We don’t try to conquer deep theological questions relative to the afterlife in our funeral blog. But we do spend a lot of time around dead bodies. So, we have a certain degree of expertise when it comes to death. As a result, we can offer a few ideas about what happens to the human body after it dies. After all; like it or not, death is a natural part of life. In fact, it will happen to each and every one of us. Have you ever wondered what will happen to your body after it gives up the proverbial ghost? If so, read on.
(Adapted from Business Insider)
Whatever the cause of death, once the body dies, the process known as decomposition begins. Here are the nitty-gritty steps:
- Your brain activity surges, then stops.
- Deprived of oxygen, cells die.
- As they die, the cells break down and leak, starting a process known as putrefaction.
- Your body temp begins to fall at a rate of 1.6 degrees F per hour, until your corpse is room temperature.
- Calcium builds up in the muscles causing them to tense up. Known as “Rigor Mortis,” this lasts for about 36 hours.
- Eventually (no matter how uptight you were in life), your muscles relax. This could result in the release of remaining feces or urine.
- Gravity pulls blood down, draining your face of color. Light skinned people will look pale with red splotches. (And you thought your white skin made you look ghostly while you were alive!)
- As it dries out, your skin starts to shrink. This has the added gross-out factor of making it look like your hair and nails have started to grow. They haven’t.
- Your decaying body starts to smell as it releases chemicals called Putrescine/Cadaverine.
- With the help of bacteria, enzymes in your organs start to digest themselves.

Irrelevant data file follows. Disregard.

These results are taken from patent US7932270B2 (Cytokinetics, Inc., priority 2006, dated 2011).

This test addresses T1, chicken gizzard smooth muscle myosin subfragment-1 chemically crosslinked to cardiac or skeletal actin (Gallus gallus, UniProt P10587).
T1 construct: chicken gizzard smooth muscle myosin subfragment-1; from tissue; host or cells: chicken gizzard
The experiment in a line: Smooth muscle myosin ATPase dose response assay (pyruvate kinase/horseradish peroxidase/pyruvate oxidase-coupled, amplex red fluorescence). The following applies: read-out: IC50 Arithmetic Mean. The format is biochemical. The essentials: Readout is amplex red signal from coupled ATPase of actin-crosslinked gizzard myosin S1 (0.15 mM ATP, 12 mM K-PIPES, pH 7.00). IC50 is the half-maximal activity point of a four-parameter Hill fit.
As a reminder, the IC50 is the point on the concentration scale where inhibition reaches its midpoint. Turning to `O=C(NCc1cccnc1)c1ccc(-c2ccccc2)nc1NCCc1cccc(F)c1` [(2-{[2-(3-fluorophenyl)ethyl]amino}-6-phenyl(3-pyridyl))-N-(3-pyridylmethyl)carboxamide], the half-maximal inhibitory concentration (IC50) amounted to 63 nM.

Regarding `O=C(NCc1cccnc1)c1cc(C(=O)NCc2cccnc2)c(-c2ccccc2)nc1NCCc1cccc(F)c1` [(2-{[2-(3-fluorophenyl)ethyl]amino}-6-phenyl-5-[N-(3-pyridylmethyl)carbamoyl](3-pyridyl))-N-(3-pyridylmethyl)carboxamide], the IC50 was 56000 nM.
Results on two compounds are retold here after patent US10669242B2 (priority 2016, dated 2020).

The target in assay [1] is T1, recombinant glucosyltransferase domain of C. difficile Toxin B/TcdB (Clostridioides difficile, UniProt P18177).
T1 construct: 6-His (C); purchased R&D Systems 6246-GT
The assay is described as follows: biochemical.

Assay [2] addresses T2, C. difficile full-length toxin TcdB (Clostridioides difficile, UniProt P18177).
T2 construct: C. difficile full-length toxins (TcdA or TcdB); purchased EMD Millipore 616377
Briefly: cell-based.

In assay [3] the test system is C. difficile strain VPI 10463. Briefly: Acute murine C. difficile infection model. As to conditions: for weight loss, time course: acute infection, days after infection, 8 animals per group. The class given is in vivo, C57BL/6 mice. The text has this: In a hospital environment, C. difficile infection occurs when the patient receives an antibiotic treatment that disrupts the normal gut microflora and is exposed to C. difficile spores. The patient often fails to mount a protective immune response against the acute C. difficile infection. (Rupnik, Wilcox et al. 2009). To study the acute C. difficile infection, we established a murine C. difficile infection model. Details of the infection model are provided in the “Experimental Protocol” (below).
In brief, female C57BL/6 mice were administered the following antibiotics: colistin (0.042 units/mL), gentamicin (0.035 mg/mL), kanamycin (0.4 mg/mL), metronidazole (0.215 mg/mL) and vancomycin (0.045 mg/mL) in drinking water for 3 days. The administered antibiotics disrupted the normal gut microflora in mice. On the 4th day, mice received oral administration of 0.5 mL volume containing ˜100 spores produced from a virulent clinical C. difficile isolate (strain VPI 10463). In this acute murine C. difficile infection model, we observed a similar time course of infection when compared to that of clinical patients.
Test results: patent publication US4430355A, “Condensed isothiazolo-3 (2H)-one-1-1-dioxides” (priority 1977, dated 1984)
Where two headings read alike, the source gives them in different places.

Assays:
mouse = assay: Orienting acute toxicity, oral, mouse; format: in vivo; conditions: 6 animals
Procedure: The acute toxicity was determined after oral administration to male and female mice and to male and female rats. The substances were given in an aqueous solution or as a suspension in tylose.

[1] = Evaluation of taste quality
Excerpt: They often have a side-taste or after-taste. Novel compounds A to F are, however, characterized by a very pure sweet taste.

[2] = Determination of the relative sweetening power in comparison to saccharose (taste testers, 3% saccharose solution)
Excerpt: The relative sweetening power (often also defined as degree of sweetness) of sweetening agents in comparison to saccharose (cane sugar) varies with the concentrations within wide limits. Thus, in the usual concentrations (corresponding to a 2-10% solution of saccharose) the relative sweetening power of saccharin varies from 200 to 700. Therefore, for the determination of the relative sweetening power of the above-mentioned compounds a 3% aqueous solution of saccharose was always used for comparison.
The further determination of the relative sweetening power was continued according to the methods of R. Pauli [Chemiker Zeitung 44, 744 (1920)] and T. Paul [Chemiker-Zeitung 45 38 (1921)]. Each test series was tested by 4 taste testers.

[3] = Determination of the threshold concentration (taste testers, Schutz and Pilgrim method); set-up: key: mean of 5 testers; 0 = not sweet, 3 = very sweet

- If you are left to the elements, maggots begin to digest you. Uninterrupted, they can digest 60 percent of a human body within a week.
- Aided by bacteria, your body turns purple, then black.
- Your hair starts to fall out.
- The soft tissue in bodies left at 50 degrees F will begin to decompose until all that is left is your skeleton.
Thankfully, you were born at a time when funeral home technicians, such as the ones at Foothill Funeral & Cremation, know how to delay or even prevent some of the biological functions that occur naturally after death. In most states, including Glendora, California, bodies which are not buried or cremated within 24-48 hours after death, must be properly preserved. These methods include but are not limited to embalming and refrigeration, which the funeral home will be able to provide.
- Preserved through controlled temperature.
- May be preserved for weeks.
- Cost less than embalming.
- May be required. (In California, for example, bodies must be embalmed or refrigerated if final disposition will not occur within 24 hours. If embalming is not possible, the body must be sealed in an approved container.)
- Preserved through surgical removal of bodily fluids.
- Can be preserved for up to a week or more.
- More expensive than refrigeration.
- May be required if a viewing or wake is to be held prior to cremation.
About Foothill Funeral & Cremation
Although we jest, we take death very seriously. We know your loved one was very important to you. And we value the opportunity to celebrate his or her life or help you pre-plan a service for yourself. Feel free to contact us now to pre-plan your own memorial or at your time of need (626) 335-0615. Or, if you prefer, reach us by email or drop by our Glendora showroom. Our relationship with United Methodist Church is the perfect place for mourners to host funerals and memorials. You’ll love the grandiose yet intimate setting.
We also specialize in helping with burial arrangements. And we proudly serve the San Gabriel Valley, San Fernando Valley, Los Angeles Basin, Orange County and the Inland Empire. Finally, working in the mortuary industry since 1996, our reputation is one of quality, sincerity and trust. Please allow us to help you at your time of need or in the future. Call today (626) 335-0615 or contact us via email.